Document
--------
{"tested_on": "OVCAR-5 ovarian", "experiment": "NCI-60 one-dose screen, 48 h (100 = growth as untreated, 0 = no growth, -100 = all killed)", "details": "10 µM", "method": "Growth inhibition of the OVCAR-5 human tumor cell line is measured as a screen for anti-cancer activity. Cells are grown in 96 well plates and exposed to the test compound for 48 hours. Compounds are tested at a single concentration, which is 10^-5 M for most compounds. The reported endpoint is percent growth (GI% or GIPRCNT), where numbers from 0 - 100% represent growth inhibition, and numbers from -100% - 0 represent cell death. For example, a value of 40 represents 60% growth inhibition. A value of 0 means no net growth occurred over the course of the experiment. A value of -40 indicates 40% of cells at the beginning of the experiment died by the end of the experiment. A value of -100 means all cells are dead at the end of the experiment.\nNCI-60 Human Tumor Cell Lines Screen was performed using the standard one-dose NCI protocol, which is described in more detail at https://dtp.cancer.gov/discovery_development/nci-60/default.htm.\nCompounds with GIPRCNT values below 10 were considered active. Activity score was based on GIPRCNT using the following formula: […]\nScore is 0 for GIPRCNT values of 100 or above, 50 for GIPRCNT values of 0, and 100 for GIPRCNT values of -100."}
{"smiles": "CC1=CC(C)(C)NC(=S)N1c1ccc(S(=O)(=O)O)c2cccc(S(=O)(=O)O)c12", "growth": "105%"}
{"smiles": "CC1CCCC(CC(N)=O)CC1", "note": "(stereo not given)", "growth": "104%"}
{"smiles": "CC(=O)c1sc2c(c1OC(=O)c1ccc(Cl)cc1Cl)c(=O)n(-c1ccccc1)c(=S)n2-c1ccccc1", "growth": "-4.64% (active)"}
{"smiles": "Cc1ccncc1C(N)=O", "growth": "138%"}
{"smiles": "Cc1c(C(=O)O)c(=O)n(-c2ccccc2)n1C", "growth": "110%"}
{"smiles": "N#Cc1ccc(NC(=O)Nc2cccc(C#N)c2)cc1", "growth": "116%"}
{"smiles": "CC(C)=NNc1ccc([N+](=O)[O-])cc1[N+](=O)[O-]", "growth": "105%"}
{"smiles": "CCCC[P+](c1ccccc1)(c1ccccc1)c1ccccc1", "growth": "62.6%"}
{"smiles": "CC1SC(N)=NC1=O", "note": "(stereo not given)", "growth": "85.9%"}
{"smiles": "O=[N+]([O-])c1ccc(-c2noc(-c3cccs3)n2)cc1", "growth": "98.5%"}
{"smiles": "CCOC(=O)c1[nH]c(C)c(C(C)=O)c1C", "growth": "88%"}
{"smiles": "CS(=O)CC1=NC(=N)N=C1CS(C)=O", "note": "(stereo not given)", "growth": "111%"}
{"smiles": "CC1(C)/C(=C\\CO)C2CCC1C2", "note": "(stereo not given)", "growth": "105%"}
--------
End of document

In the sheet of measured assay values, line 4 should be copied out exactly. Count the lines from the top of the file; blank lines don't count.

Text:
{"smiles": "CC(=O)c1sc2c(c1OC(=O)c1ccc(Cl)cc1Cl)c(=O)n(-c1ccccc1)c(=S)n2-c1ccccc1", "growth": "-4.64% (active)"}